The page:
If you’re wondering how my kids liked it, they didn’t. They LOVED it.
Related: Easy Chia Flax Noatmeal Creme Brulee in Instant Pot
It’s been a long time since I’ve made buttermilk syrup because after doing so much research on keto and the effects of sugar, my mindset has shifted to the point that I sort of cringe when I see liquid sugar being poured over my kids’ food. Especially at breakfast! What is wrong with us humans?!
Even before I ever heard of the keto diet and I still thought fat was bad, I made regular buttermilk syrup just to lower the sugar ratio in my kids’ breakfasts! If they were getting more fats, at least they were getting less sugar. Now I know better, that fat is not the enemy!
Keto Syrup Recipe Notes
Use either the stevia or erythritol to sweeten this syrup based on your preference. See above section.
If you’ve never made buttermilk syrup before, it’s super fun. Two ingredients are vinegar and baking soda, so I’ll let you guess why. I definitely recommend doing it with kids.
Because of the fun foaming reaction, you’ll need to choose a pan with high sides and plenty of room for your syrup to expand, to avoid having your pancake syrup from spilling over when it expands.
Want to know a secret? This syrup is so amazing, it can double as a keto glaze! Seriously, pretty awesome! That was a happy lightbulb moment for me.
If you want to try it out as a glaze, use my Keto Pumpkin Spice Cream Cheese Danish and skip the glaze instructions for the danishes, using this syrup instead. Yum!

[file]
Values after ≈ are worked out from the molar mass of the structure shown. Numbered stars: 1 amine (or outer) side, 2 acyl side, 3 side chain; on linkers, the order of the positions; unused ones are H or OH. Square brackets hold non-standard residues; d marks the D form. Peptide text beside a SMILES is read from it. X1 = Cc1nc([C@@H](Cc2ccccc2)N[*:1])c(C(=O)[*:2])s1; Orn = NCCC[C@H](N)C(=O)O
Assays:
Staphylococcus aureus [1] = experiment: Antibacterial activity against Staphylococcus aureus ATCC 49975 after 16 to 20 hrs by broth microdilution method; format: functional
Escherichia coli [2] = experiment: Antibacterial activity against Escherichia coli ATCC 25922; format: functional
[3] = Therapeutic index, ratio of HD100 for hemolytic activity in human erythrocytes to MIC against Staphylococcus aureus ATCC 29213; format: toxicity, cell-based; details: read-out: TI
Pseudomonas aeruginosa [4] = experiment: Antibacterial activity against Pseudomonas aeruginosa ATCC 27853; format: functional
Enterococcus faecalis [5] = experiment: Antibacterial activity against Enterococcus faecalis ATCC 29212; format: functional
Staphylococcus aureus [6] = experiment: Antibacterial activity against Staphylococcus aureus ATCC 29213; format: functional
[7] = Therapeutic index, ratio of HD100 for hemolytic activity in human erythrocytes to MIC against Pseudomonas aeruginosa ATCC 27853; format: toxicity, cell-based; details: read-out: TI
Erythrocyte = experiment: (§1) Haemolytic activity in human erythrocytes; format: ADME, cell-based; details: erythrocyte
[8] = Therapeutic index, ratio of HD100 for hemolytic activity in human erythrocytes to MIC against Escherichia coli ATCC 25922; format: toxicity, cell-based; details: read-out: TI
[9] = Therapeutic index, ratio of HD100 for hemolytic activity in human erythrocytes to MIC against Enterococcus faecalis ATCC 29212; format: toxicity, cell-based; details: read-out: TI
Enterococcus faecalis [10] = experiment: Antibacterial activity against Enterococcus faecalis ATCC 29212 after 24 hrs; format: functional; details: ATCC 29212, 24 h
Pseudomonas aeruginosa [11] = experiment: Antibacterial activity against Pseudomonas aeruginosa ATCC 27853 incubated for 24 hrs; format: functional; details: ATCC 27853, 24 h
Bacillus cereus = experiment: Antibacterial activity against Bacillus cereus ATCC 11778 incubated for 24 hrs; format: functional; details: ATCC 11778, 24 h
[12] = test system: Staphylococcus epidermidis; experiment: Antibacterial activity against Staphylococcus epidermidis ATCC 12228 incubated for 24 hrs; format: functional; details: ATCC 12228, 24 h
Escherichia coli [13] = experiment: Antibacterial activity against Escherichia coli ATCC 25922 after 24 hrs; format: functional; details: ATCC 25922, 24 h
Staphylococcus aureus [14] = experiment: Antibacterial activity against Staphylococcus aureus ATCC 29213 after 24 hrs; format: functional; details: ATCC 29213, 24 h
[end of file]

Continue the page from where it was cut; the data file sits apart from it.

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- In a large, high-sided pan, melt the butter over medium heat. Be sure your pan is large enough to accomodate the syrup as it will foam up when baking soda is added.
- Add water and either stevia or erythritol. Whisk until the sweetener is completely dissolved.
- Whisk in cream, vinegar, and salt.
- Bring to a boil while gently stirring.
- Remove from heat and gently whisk in vanilla and baking soda. The syrup will begin to foam up at this point.
- When the foam has receded carefully pour the syrup into a syrup pitcher and serve! Enjoy!
If you use erythritol in this pancake syrup recipe, it will crystallize after cooling. Just reheat and stir till the sweetener is dissolved into the syrup again and serve!
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Serving Size: 2.5 tablespoons
Amount Per Serving:
Calories: 137Total Fat: 15gSodium: 46mgCarbohydrates: 0gFiber: 0gSugar: 0gProtein: 0g
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Whether you call it buttermilk syrup or golden syrup, if you’ve had this delicious syrup before, you know how amazing the taste is on pancakes or waffles! Buttery, salty, sweet keto pancake syrup. Now you can have it on a ketogenic diet! Keto Sugar Free Buttermilk Syrup is not to be missed!